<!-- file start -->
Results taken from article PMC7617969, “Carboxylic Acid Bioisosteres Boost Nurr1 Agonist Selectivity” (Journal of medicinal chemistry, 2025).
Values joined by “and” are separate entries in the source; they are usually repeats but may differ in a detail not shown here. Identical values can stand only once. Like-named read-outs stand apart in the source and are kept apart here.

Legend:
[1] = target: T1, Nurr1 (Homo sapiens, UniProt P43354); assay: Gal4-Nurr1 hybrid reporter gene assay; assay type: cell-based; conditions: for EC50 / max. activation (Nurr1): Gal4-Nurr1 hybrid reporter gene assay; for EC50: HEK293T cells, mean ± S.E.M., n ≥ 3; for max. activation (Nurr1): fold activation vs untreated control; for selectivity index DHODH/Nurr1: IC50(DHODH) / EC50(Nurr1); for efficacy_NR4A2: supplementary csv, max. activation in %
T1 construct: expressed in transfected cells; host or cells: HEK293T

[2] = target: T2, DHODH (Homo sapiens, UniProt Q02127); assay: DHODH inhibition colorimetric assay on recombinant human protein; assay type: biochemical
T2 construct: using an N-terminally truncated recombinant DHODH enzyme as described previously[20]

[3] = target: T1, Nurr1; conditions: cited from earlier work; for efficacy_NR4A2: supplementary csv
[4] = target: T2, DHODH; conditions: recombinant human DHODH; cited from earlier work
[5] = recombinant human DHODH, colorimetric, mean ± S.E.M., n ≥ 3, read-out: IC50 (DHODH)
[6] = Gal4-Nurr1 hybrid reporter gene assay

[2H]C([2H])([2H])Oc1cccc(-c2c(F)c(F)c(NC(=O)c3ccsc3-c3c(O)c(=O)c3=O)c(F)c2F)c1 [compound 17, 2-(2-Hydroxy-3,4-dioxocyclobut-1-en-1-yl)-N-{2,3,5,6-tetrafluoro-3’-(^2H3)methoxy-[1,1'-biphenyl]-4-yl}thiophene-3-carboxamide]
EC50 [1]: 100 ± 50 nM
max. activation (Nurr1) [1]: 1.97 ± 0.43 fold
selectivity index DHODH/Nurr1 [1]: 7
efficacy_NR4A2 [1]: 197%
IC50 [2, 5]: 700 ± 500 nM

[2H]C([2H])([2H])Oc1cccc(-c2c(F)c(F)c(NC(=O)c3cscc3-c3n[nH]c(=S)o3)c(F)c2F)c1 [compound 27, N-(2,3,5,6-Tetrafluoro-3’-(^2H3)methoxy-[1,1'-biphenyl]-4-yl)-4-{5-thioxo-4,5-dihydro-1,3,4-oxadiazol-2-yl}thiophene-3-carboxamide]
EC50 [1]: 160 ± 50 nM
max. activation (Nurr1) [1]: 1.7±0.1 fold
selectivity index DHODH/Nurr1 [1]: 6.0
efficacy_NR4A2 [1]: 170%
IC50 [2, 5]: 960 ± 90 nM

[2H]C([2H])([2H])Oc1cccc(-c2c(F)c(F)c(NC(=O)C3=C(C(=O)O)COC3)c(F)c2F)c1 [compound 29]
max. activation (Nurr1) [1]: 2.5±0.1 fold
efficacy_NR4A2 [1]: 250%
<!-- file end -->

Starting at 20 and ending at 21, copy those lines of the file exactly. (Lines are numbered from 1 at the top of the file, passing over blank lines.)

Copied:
max. activation (Nurr1) [1]: 1.7±0.1 fold
selectivity index DHODH/Nurr1 [1]: 6.0